Commenting on the Critics with Simon Columb…
Frazier Tharpe reveals for Complex Pop Culture J.J. Abrams’ decision to not direct Star Trek 3:
“Abrams has officially announced that the director’s chair for Star Trek 3 is officially up for grabs (he’ll remain a producer) while he moves forward with the Star Wars: Episode VII production. We’d say Trekkies are going to weep, but maybe not—they recently voted the J.J. helmed Into Darkness as the worst movie in the entire series and declared Abrams’ reboot a “broken” entity.”
Read the full article here.
As Tharpe explains, this choice was inevitable – and Abrams was hardly going to jump ship in the middle of his publicity campaign for Star Trek Into Darkness. He remains producer, of course, but his trademark methods will not be employed in the same manner.
Here at Flickering Myth, we reported Abrams revealing that the direction of Rupert Wyatt would be ideal for Star Trek 3 – indeed, he is a filmmaker who clearly has the skill to direct large-scale reboots (see Rise of the Planet of the Apes).
But there is a tendency to write-off filmmakers’ lack of involvement as a negative. Christopher Nolan’s poetic Dark Knight Trilogy showed a consistency and thematic connection that only serves to enhance viewings. Justin Lin and his take-over of The Fast and the Furious series with The Fast and the Furious: Tokyo Drift improved ratings, credibility and box-office figures one film at a time leading to this year’s Fast & Furious 6. The fact remains that if a director commits to a series – and follows it through to its natural conclusion, it can become a mark of quality. Indeed, Justin Lin’s departure from TFATF series is a concern now Fast & Furious 7 is in production. Can James Wan (director of Saw), helming the seventh film, really handle a major blockbuster?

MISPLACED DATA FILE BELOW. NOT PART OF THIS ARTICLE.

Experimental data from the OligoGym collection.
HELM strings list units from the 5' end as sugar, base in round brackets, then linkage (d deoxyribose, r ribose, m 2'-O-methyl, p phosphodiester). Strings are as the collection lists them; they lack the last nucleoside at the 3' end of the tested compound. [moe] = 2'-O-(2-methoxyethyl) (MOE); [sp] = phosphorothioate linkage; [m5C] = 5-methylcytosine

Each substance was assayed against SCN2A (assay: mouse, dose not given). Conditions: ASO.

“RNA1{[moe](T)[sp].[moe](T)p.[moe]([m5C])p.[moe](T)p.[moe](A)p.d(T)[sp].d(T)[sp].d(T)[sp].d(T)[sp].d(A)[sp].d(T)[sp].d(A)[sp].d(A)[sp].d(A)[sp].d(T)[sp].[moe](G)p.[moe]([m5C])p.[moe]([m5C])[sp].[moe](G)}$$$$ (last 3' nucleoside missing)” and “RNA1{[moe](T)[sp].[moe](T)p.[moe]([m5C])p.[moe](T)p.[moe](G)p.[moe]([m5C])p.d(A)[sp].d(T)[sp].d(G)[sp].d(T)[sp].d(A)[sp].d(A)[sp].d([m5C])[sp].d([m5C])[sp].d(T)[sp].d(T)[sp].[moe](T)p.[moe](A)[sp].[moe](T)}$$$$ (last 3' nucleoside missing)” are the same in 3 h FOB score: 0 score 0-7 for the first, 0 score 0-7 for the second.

Unfortunately, the director is not the selling point to Star Trek. The brand will sell itself. Despite J.J. Abrams clearly rebuilding the series – whether Trekkies like it or not, it has reached a new audience – his own opportunity to direct Star Wars: Episode VII takes precedent and studios won’t wait around. Ironically, studios wouldn’t wait for Justin Lin either – and the accelerated release of Fast & Furious 7 meant that Lin could not take part. With no official release date for Star Trek 3, Chris Pine and Zachary Quinto won’t get any younger either – and waiting for Abrams to finish Star Wars in 2015 (and, the potential of directing a trilogy isn’t entirety off the cards) means that Star Trek 3 hitting theatres in 2016 would be unlikely … unless a new director was brought in.
So, it all makes sense. Financial sense anyway, because even if the film is a dud – and the third destroys everything Abrams set up, it’ll still make its money back as a ‘Star Trek‘ film. And I’ll bet J.J. Abrams could be brought back in for the fourth instalment anyway – renewing interest and pulling back the lost fans who didn’t enjoy a different director’s take.